I read an interesting statistic a few weeks ago, and it somewhat validated a belief that I have had for a while. The statistic was 40 percent of college freshman have to take remedial classes[i]. I thought it was a high number, so I read the study (done in 2006) further. The number includes both two-year and four-year colleges; it raises some concern regarding the preparedness of our students. This study confirmed a concern that I have had for a while; are we truly preparing our students for college?
It was concerning to see that over seventy percent of Worcester Public School Teachers feel that they lose valuable instructional time to state testing. High stakes testing has been a burden on preparing students for life after high school for quite some time.
Because too many students are not learning the basic skills needed to succeed in college or work while they are in high school, the nation loses more than $3.7 billion a year. This figure includes $1.4 billion to provide remedial education to students who have recently completed high school. In addition, this figure factors in the almost $2.3 billion that the economy loses because remedial reading students are more likely to drop out of college without a degree, thereby reducing their earning potential.[ii].
That is a high number of productivity lost that we can fix easily with programs we already have in place.
It is my opinion that widely promoting and expanding the Dual Enrollment Program in the Worcester Public Schools will help us move towards getting our high school students ready for college. For those who don’t know, the Dual Enrollment Program, which is available in Worcester Public Schools, allows high school students to take college courses, at one of the colleges in the city, and receive both college and high school credit. We have nine colleges in Worcester, so the opportunity to expand this program is not only feasible, it is abundant.
At a Career and College Readiness Leadership Summit, ironically held at Holy Cross in Worcester, some states reported the following benefits of an expanded Dual Enrollment Program:
- Dual enrollees were 16.8 percent more likely to enroll in college.
- Dual enrollees who enter college are more likely to continue for a second semester, be enrolled two years after high school, and have higher first-year and cumulative GPA’s.
- Dual enrollees earn more college credits
- In three years after high school they had earned 15.1 more credits on average than non-participants.
- In terms of GPA and college credit earned underrepresented college students benefit more from their participation than other participants.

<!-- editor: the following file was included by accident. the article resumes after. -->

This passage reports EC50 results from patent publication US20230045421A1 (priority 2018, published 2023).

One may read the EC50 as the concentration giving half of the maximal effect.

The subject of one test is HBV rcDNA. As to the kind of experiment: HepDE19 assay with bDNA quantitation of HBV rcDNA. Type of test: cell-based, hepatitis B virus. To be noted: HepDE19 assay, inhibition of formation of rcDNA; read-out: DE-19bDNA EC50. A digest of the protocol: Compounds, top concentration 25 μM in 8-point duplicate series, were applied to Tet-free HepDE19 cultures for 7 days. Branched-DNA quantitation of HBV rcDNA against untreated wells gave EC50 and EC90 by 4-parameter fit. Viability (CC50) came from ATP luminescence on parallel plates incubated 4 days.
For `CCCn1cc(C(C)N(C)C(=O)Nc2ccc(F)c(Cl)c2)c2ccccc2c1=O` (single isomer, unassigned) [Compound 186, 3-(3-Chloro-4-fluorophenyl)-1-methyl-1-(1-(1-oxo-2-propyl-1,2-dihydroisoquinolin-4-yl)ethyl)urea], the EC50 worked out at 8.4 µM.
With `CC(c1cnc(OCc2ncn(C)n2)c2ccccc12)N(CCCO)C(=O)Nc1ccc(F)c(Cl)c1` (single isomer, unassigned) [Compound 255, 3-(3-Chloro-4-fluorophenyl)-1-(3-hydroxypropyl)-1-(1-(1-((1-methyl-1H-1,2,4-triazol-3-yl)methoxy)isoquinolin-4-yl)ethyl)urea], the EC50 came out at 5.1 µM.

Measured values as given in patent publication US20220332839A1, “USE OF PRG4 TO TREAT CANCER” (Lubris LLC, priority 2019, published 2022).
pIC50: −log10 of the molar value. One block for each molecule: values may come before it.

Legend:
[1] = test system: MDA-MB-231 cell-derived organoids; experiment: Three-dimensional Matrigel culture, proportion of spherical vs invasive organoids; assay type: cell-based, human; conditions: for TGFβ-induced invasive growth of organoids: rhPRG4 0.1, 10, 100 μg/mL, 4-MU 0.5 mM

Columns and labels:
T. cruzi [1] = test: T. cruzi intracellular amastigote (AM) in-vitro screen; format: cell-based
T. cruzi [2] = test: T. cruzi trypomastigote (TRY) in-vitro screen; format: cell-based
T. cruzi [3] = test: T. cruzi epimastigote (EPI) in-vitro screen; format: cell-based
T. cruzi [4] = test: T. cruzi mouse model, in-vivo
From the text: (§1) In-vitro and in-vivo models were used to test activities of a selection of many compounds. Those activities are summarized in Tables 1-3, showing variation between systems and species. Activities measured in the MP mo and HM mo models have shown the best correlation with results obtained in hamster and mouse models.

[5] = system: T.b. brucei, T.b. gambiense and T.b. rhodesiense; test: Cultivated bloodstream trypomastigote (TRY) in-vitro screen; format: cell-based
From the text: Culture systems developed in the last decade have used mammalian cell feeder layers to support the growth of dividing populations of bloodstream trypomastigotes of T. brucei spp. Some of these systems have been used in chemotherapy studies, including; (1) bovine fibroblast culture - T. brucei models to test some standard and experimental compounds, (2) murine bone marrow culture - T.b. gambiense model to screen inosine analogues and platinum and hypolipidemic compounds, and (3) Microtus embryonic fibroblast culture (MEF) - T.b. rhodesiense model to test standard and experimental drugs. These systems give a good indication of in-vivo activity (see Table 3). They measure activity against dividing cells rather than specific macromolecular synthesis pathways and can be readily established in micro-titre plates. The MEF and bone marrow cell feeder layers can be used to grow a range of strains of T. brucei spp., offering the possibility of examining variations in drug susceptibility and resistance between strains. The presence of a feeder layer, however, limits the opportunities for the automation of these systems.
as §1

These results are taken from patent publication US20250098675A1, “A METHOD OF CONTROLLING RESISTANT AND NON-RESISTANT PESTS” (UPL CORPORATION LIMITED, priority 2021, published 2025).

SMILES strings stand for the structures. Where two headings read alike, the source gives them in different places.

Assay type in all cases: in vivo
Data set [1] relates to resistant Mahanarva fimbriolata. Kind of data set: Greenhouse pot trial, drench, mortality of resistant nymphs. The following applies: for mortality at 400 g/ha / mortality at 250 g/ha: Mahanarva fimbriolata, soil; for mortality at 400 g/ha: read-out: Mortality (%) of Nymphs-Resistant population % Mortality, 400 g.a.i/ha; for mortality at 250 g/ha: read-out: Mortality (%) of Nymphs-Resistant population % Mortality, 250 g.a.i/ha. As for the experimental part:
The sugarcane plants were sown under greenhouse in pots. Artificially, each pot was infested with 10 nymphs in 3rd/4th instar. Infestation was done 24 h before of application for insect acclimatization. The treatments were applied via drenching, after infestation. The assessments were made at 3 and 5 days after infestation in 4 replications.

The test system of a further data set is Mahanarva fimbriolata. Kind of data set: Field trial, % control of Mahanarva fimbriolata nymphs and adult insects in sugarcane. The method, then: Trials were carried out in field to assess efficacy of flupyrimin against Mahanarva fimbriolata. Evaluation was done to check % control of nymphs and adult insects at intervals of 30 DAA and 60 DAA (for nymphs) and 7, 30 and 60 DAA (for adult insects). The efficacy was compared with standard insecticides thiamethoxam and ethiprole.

- Dual enrollees earn more credit by the end of the first year of college.
Other added benefits are:
- Students get an idea of what college coursework would be like. By taking some college level courses they can get used to the academic environment
- It can give students a deeper look at their area of academic interest. A student taking an AP Math course as a junior could take a Macroeconomics course as a senior, and get college credit for it.
- It can also help in students in declaring majors earlier and without pressure
I tried to find out what courses and at what schools our dual enrollment covers and there wasn’t much info there, from the WPS, the local colleges and HECCMA (Higher Education Consortium of Central MA).
I believe that as part of the marketing campaign that was recently announced by the School Committee, they should take a deeper look at promoting this program. Also, they should work with the local colleges and universities on widening their class offerings. They don’t pay taxes to the city, the least they could do is take some of our students and help shape their minds for life after high school.
This may help with the exodus of middle and high school students to other districts and or private schools.
The tools are there and when elected to the Worcester School Committee I will work to make this program great. Strong Community + Strong Schools = Stronger, Greater Worcester.
[i] Alliance for Excellent Education. (2006, August). Paying double: Inadequate high schools and community college remediation. (ERIC Document Reproduction Service No. ED510936).
[ii] Alliance for Excellent Education. (2006, August). Paying double: Inadequate high schools and community college remediation. (ERIC Document Reproduction Service No. ED510936). – See more at: http://www.racetonowhere.com/research#sthash.1BPQxEaY.dpuf